US Bishops: No to Janus, No to “Right-to-Work”

In the labor movement, all eyes are on the Supreme Court and Janus v. AFSCME, where a member of the union is arguing that paying “agency fees” to pay for its services violates his freedom of speech. If Janus wins, all of state and local government employment will be rendered “right-to-work” and unions critically weakened.

On January 19, the US Conference of Catholic Bishops weighed in with a powerful amicus brief defending the right of workers to organize and opposing Janus and “right-to-work.” Read more

Pope Vows to Eliminate Temp Labor at Vatican

Every year, before the holidays, Pope Francis gathers the Vatican’s lay employees and their families to honor their service. He gives a short address praising their work and offering spiritual and temporal guidance for the year to come. This year, though, he also veered into a conversation about temporary workers. The Holy Father, who frequently preaches that workers deserve secure and dignified employment, had learned from one of the career employees that the Vatican itself employed temporary workers, and this concerned and alarmed him.

The Pope did not seem to be referring to temp workers in the American sense (i.e. workers obtained from temp agencies) but the Italian one. Under Italian law, workers who have passed a probation period have considerable employment security – and employers seeking to evade this obligation often choose to employ “temporary” workers on fixed, short-term contracts shorter than the probation period. Francis vowed to eliminate the practice in the Vatican as a matter of conscience.

The other day I had a meeting with Cardinal Marx, who is the President of the Council of the Economy, and with Monsignor Ferme, the Secretary, and I said: “I don’t want illegal work in the Vatican.” I apologize if this still exists…It’s a problem of conscience for me, because we can’t teach the Social Doctrine of the Church and then do these things that aren’t right.

Thank you, Francis, for affirming that employment is not just a matter of economics or even of law, but of conscience. You can read the Holy Father’s full remarks HERE.

Fordham Adjuncts, Instructors Vote Union Yes

In an election concluded in November, contingent faculty at Fordham University have voted overwhelmingly to form a union and bargain collectively. The bargaining unit will include both adjunct faculty and others not eligible for tenure, such full-time lecturers and postdoctoral research fellows. After much hesitation, the flagship Catholic university in New York City had joined Georgetown University and many other Catholic schools across the nation in consulting Catholic Social Teaching on labor and work, and adopted a neutral position during the vote, recognizing it was the right of the employees to decide for themselves whether they wanted to join a union. Today the faculty are represented by SEIU Local 200.

Sadly, a few schools in this position seem to have consulted “union avoidance” attorneys rather than CST. They are determined to prevent their employees from getting a union and are asking the NLRB and the courts to respect their “union avoidance” as an expression of their religious identity (!). Duquesne University, Manhattan College, Seattle University and St Xavier University have chosen this unfortunate route.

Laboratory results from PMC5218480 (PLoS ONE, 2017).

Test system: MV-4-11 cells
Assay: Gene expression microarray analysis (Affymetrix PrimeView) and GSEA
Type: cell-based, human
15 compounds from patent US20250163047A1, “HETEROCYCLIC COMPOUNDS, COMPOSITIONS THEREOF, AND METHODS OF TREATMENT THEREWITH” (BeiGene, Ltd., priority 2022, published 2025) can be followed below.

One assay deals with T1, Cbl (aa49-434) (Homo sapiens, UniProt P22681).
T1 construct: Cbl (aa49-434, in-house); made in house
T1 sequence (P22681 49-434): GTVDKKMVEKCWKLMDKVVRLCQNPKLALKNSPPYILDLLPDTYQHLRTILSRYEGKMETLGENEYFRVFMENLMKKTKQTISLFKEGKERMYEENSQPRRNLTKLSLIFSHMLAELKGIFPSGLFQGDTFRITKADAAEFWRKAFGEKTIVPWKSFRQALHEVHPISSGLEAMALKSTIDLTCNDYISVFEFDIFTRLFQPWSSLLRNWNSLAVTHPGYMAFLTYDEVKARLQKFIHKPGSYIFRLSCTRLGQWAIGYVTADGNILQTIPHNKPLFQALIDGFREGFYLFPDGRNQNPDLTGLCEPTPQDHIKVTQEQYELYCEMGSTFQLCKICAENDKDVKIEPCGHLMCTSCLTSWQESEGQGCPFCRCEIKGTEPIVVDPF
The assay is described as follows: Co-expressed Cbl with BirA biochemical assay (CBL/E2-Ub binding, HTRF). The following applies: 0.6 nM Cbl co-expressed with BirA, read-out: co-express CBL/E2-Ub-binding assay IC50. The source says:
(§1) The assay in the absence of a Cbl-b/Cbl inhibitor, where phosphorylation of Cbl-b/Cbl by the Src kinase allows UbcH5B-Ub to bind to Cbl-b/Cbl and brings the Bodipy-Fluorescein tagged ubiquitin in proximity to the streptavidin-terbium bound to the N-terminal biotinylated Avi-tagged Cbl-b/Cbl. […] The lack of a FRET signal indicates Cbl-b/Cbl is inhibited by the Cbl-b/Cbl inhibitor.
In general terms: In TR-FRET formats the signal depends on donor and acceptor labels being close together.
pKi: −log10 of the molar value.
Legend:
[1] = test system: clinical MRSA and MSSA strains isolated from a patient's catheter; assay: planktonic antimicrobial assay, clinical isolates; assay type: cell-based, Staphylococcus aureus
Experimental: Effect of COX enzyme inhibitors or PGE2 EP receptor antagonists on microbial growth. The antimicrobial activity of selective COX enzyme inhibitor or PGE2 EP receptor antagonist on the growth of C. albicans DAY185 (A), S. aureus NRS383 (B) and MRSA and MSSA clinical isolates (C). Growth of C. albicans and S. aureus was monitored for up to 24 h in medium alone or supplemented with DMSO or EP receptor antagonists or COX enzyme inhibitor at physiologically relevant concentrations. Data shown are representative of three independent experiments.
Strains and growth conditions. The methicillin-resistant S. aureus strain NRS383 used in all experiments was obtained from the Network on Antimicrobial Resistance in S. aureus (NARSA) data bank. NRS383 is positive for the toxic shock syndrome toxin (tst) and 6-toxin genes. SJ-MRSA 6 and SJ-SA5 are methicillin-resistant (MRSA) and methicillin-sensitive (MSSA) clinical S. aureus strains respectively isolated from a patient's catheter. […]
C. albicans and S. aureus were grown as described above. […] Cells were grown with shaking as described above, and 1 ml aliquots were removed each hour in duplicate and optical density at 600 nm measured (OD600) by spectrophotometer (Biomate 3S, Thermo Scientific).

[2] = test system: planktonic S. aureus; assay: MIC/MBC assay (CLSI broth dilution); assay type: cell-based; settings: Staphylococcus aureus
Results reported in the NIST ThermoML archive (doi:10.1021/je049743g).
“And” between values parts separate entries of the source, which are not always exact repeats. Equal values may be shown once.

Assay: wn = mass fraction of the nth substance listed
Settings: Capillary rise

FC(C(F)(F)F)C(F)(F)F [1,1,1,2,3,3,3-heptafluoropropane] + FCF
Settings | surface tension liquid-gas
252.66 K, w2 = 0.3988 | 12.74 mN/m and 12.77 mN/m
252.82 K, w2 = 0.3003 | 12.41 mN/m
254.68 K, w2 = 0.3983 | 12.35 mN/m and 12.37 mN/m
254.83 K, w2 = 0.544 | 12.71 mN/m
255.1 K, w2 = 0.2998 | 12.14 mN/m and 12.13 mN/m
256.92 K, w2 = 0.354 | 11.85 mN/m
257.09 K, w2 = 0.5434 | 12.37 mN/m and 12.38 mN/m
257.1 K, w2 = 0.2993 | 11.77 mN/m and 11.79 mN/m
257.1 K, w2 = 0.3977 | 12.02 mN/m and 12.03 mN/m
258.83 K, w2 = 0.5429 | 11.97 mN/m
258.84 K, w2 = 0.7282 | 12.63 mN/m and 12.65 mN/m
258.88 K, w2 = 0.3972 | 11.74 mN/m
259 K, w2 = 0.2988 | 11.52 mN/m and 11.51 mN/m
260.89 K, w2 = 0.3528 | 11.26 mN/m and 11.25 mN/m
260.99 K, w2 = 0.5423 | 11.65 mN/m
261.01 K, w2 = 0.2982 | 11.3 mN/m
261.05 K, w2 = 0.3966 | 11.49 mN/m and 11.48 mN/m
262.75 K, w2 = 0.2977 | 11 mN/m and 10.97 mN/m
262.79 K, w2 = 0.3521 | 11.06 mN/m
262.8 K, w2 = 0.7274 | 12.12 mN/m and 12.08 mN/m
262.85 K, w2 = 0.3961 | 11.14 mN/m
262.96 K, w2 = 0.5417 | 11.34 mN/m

Siena College Adjuncts Have First Contract; Boston College TAs Say Union Yes

Good news from New York’s Siena College! Adjunct faculty at the Catholic College near Albany voted for representation by the SEIU two years ago – and have reached their first contract. Both sides pronounced themselves satisfied with the outcome. The secret of their success? Negotiating in a spirit of charity and mutual respect.  As the Times-Union reported…

“Siena College and the union’s bargaining committees worked together diligently and in good faith to come to a fair and equitable resolution,” said Siena President Edward Coughlin. “I’m pleased that the new contracts have been ratified, and that we can continue the new academic year with this matter resolved to the satisfaction of all parties.”

Meanwhile, in Boston College, graduate teaching and research assistants voted 270-224 in mid-September to join the UAW (which represents TAs and RAs on some other campuses in the Northeast).  The Catholic Labor Network hopes that BC will follow Siena’s lead, and bargain with the student employees in the spirit of Catholic Social Teaching.

Queen of the Valley Hospital (Napa, CA) refuses to recognize employees’ union vote

In late 2016, health techs and other employees at Queen of the Valley Hospital voted 60%-40% to join the National Union of Healthcare Workers (NUHW). Hospital administrators, however, don’t want to recognize or bargain with the NUHW. Having lost the mail ballot election, they are demanding a rerun held in person at the worksite. The union has filed an Unfair Labor Practice charge, and the National Labor Relations Board has upheld the union’s position. Simple fairness dictates so: the losing side doesn’t get to keep running elections until they get the outcome they want!

Catholic social teaching requires employers to honor the right of workers to organize and bargain collectively, but Queen of the Valley continues to pursue ever-more remote legal appeals. More than 100 US Catholic hospitals model Catholic social teaching by recognizing and bargaining with the unions their employees have chosen.  In fact, the California Nurses Association represents nurses at Queen of the Valley! It’s time for the hospital to extend the same respect to their other employees as well.